Still today, lesbian, gay, bisexual, and transgender (LGBT) college students are invisible. If you ask a college to identify its LGBT students, they usually mention the students in their club or campus group, or possibly select leaders on campus who are out. The assumption, which is wrong, is that all out LGBT college students are part of the club or involved in campus activities.
Colleges and universities are responsible for the education and safety of all students, including their LGBT students. A school cannot provide necessary services or maintain proper safety and campus climate without first knowing who are the out LGBT students attending their school. Demographic questions asking students about their sexual orientation and gender identity give university administrators the data they need to properly implement LGBT-inclusive policies and practices.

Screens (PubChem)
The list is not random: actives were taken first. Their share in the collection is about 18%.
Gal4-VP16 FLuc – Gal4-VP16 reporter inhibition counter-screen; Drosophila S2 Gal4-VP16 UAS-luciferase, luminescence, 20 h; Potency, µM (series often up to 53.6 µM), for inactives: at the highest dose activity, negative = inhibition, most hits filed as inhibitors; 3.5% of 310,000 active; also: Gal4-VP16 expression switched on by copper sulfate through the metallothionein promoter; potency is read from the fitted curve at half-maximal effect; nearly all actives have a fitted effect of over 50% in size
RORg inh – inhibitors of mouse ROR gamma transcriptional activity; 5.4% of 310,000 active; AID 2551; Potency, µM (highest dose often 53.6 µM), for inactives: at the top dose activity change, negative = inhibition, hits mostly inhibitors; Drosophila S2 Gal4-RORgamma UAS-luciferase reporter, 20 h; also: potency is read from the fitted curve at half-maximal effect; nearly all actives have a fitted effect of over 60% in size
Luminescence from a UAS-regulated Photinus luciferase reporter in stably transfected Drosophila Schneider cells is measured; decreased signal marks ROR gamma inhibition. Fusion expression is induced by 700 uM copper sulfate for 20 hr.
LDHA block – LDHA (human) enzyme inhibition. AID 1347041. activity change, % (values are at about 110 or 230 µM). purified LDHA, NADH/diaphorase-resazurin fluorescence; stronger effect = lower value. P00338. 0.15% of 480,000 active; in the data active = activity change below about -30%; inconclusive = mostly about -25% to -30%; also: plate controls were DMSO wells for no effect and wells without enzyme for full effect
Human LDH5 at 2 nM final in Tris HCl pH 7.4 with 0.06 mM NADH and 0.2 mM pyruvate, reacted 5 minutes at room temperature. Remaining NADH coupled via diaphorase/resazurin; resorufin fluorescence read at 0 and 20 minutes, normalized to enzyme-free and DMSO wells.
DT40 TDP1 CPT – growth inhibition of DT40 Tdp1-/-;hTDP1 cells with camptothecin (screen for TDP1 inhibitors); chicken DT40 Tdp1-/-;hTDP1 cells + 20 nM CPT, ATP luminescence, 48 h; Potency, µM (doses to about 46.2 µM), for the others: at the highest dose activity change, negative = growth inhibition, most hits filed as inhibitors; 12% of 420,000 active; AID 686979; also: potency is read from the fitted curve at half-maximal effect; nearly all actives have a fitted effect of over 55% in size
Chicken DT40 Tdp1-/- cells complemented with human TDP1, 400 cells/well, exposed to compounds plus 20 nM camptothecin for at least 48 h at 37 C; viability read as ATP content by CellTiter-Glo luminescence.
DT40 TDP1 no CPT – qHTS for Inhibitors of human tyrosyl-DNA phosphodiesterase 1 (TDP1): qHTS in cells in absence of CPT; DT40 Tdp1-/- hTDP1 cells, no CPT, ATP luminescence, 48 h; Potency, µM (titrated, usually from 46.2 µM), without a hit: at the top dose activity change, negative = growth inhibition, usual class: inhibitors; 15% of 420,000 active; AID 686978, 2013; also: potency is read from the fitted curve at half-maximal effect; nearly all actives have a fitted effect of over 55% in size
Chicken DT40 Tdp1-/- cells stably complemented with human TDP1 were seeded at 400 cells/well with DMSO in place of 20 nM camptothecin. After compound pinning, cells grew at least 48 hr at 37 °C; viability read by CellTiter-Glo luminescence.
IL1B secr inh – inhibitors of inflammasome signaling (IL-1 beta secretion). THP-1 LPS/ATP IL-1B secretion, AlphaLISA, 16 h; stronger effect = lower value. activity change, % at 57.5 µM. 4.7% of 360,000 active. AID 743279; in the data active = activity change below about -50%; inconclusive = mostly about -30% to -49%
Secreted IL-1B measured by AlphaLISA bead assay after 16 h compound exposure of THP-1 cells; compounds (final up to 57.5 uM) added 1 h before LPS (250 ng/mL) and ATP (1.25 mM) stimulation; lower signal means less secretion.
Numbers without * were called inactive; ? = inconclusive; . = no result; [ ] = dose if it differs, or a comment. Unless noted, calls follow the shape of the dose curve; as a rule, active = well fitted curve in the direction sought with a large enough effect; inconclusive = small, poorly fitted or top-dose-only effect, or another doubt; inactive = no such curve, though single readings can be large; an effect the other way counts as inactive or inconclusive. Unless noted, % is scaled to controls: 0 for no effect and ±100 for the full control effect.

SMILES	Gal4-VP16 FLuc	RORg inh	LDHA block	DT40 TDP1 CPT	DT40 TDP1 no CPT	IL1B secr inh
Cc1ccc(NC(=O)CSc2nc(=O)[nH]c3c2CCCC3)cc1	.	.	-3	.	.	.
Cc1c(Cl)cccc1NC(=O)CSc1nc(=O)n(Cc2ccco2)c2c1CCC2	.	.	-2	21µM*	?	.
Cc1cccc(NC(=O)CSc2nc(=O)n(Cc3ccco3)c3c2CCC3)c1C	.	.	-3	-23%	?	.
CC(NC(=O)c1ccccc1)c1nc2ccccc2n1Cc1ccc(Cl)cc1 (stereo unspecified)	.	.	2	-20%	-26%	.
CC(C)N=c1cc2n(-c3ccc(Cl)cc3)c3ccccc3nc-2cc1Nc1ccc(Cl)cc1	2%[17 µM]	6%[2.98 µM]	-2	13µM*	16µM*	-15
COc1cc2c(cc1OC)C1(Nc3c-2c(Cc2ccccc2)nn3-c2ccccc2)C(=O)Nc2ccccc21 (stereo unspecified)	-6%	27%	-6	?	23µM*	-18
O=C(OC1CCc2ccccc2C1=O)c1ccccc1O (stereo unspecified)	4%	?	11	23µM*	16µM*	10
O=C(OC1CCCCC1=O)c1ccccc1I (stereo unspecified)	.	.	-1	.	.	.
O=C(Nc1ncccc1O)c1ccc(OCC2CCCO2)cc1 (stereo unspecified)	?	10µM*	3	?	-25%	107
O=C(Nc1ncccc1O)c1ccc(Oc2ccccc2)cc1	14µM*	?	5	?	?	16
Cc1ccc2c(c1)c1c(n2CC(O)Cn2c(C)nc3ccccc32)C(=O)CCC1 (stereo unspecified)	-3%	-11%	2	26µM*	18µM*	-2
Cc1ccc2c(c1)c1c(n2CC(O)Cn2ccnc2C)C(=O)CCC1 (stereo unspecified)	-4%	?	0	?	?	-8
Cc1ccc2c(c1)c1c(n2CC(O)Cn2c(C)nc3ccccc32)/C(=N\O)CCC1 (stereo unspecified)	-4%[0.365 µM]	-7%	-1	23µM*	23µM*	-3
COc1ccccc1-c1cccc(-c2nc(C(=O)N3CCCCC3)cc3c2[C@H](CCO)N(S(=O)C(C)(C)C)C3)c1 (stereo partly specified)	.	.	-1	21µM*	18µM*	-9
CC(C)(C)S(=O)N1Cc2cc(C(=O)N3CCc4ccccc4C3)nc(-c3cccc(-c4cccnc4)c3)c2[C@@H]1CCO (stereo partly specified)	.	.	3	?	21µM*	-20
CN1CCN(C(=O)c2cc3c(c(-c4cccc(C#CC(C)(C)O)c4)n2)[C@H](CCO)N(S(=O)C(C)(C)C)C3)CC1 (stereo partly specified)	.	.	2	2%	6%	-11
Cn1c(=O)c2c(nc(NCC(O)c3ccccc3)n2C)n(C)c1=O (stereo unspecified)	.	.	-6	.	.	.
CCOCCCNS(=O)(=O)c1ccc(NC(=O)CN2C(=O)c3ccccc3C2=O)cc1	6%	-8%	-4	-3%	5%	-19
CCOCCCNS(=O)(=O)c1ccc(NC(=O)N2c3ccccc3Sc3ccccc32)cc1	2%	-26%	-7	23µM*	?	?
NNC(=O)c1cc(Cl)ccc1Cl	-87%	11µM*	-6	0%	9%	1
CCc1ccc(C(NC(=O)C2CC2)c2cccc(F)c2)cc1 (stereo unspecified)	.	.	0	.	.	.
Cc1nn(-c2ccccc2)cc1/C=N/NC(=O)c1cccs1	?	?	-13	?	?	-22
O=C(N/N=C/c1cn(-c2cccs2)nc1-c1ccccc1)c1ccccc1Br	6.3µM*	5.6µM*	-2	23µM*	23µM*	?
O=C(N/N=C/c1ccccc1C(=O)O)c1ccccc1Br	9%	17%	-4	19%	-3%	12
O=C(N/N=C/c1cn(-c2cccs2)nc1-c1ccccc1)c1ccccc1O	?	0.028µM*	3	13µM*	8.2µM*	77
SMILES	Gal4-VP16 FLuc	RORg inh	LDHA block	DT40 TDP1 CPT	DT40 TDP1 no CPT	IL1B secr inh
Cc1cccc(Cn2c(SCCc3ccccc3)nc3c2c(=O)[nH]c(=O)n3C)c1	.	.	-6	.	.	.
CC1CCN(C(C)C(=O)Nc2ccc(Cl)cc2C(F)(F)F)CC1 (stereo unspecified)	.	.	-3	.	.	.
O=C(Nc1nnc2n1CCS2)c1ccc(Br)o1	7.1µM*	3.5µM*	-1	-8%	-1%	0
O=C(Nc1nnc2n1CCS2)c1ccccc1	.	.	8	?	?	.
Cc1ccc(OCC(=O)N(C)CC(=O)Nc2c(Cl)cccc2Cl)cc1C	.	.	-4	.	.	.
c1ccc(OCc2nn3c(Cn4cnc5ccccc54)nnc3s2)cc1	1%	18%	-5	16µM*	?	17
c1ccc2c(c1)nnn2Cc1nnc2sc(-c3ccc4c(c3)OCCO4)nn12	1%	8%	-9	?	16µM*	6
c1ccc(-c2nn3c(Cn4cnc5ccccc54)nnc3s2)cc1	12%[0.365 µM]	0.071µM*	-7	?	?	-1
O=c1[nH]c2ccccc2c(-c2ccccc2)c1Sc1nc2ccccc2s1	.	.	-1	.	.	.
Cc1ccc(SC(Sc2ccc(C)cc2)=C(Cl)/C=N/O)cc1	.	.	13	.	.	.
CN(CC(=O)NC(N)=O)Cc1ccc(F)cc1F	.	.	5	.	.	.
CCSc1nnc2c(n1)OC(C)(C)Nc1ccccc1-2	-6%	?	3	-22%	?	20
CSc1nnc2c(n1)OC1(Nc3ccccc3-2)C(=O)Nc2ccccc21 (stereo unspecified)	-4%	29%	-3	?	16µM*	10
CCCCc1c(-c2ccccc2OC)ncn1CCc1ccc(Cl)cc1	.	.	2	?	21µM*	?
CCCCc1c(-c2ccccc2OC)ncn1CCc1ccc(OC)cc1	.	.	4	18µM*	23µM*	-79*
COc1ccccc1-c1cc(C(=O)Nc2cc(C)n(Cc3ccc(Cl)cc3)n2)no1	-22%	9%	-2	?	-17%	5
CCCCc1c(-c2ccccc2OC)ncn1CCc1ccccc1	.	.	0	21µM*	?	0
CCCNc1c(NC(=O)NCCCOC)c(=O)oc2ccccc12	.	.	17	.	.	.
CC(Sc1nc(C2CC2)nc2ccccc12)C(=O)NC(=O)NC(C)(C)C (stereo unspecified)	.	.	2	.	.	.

In order to best serve the needs of out LGBT college students, it is imperative that colleges and universities give these students the option to self-identify on the college admission form. This way the campus can take responsibility for the LGBT student experience, their academic retention, safety, and success from the beginning. For a long time, colleges have done this in regard to race/ethnicity, religion, and other optional demographics on college admission forms.
The decision not to ask out LGBT students to self-identify is alarming when national research shares that nearly a quarter of lesbian, gay, and bisexual youth encounter harassment on college campuses, and for trans youth that percentage of harassment is even higher. Such bias and harmful experiences can lead to a higher dropout rate and negatively impact their academic success and/or other health and well-being issues on campus. But we wouldn't know this -- because colleges don't ask and, as a result, are not held accountable to LGBT students.